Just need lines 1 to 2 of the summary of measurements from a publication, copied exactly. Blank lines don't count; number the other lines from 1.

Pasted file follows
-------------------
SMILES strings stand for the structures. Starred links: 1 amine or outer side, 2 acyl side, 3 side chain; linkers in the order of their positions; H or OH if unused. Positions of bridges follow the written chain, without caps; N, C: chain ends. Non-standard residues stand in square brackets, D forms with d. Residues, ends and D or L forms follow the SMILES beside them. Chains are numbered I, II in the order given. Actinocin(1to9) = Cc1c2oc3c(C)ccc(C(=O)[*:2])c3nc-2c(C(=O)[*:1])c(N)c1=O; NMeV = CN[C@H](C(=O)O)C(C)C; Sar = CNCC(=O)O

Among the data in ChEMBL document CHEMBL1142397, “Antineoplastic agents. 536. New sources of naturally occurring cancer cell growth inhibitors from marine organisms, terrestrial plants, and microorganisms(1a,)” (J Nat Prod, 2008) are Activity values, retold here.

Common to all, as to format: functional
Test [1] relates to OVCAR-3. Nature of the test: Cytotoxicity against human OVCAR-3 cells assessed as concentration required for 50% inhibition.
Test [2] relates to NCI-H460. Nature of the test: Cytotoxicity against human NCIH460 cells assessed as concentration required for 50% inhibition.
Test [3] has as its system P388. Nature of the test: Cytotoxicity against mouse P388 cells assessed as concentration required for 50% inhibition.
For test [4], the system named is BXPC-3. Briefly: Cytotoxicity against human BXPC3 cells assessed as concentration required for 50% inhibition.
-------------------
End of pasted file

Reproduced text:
SMILES strings stand for the structures. Starred links: 1 amine or outer side, 2 acyl side, 3 side chain; linkers in the order of their positions; H or OH if unused. Positions of bridges follow the written chain, without caps; N, C: chain ends. Non-standard residues stand in square brackets, D forms with d. Residues, ends and D or L forms follow the SMILES beside them. Chains are numbered I, II in the order given. Actinocin(1to9) = Cc1c2oc3c(C)ccc(C(=O)[*:2])c3nc-2c(C(=O)[*:1])c(N)c1=O; NMeV = CN[C@H](C(=O)O)C(C)C; Sar = CNCC(=O)O

Among the data in ChEMBL document CHEMBL1142397, “Antineoplastic agents. 536. New sources of naturally occurring cancer cell growth inhibitors from marine organisms, terrestrial plants, and microorganisms(1a,)” (J Nat Prod, 2008) are Activity values, retold here.